Related: Bashman Archive

Call me an old-fashioned fussbudget if you must, but I long for the time when recused appellate judges kept secret how they would have voted on the outcome of a given appeal had they not been recused. Last week, the very same federal appellate court that once caused me to opine here on the subject of “Dead Judges Voting” issued a ruling that now causes me to consider the propriety of recused judges opining on the outcome of appeals from which they are recused from ruling.
Because federal appellate courts typically decide appeals by means of panels consisting of at least three judges, it is a footnote-worthy occurrence when a two-judge federal appellate panel issues a decision. This most often happens when the third judge becomes unable to participate in the ruling before the opinion issues, either due to death, disability, retirement or promotion to the U.S. Supreme Court.

On rare occasion, however, one of the three judges will recognize the need to recuse after an appeal has been argued and submitted for decision. Despite undertaking every precaution to identify these recusal situations before the appeal is submitted, so that another judge can substitute for the recusing judge and maintain a three-judge panel, there will always be instances when either the need to recuse or even the basis for recusal arises after submission but before a decision is filed.

Fortunately, if the remaining two judges agree on the outcome of the appeal, they can issue a binding decision, because they constitute a quorum of the original three-judge panel. Last week, just this sort of two-judge panel of the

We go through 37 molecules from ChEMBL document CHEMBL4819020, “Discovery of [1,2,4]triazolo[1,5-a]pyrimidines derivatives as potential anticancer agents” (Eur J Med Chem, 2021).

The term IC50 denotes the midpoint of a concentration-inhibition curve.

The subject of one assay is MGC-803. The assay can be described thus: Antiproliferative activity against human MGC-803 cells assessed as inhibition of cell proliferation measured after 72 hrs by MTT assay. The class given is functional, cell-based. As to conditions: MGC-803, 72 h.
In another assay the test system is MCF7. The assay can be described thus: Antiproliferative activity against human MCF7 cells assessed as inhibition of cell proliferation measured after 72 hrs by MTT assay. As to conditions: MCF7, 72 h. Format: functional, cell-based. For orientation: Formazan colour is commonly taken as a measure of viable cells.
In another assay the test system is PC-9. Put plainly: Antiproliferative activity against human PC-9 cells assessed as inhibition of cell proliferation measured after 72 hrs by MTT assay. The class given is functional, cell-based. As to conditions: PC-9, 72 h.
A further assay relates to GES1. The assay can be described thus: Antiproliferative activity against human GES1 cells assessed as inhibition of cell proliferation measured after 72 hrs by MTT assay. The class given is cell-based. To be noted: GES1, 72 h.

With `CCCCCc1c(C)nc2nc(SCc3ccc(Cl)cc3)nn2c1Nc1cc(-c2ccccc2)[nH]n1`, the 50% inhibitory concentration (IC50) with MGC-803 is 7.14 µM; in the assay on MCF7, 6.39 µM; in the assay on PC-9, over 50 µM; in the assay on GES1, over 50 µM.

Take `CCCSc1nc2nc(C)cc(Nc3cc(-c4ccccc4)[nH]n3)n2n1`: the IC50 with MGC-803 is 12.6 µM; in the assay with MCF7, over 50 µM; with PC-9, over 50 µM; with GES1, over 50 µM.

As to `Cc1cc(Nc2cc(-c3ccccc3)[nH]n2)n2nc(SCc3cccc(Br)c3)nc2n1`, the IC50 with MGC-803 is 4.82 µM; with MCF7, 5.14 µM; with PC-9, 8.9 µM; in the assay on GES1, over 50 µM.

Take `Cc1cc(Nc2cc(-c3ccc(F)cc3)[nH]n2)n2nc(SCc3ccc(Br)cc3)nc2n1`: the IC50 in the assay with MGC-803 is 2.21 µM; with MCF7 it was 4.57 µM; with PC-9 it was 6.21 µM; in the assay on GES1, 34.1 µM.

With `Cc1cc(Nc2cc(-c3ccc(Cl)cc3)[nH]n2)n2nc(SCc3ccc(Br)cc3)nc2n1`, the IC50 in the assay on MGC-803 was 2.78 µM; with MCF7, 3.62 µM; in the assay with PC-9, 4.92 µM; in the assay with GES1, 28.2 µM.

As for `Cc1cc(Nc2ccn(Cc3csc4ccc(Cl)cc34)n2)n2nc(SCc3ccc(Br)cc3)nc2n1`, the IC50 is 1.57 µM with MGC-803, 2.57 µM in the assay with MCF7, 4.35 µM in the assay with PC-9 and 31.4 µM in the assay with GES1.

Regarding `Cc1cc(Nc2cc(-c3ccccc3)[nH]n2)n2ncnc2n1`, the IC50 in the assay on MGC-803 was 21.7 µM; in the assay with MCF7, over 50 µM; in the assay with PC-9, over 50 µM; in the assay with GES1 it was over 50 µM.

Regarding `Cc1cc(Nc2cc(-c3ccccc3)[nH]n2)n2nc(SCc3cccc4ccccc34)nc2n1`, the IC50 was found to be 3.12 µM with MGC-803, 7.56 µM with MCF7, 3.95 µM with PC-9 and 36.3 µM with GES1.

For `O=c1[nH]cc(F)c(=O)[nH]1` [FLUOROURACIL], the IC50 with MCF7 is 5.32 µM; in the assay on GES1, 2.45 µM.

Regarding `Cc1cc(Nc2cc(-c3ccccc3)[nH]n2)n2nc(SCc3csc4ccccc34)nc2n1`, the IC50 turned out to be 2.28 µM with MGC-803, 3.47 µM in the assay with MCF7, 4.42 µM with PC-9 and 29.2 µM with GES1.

3rd U.S. Circuit Court of Appeals issued a ruling in which the opinion’s very first footnote explained: “The Honorable Maryanne Trump Barry participated in the oral argument and panel conference and joined in the decision on this case, but discovered facts causing her to recuse from this matter prior to filing of the Opinion. The remaining judges are unanimous in this decision, and this Opinion and Judgment are therefore being filed by a quorum of the panel.”

This content has been archived. It is available through our partners, LexisNexis® and Bloomberg Law.

To view this content, please continue to their sites.

Not a Lexis Subscriber?
Subscribe Now

Not a Bloomberg Law Subscriber?
Subscribe Now

Why am I seeing this?

LexisNexis® and Bloomberg Law are third party online distributors of the broad collection of current and archived versions of ALM's legal news publications. LexisNexis® and Bloomberg Law customers are able to access and use ALM's content, including content from the National Law Journal, The American Lawyer, Legaltech News, The New York Law Journal, and Corporate Counsel, as well as other sources of legal information.

For questions call 1-877-256-2472 or contact us at [email protected]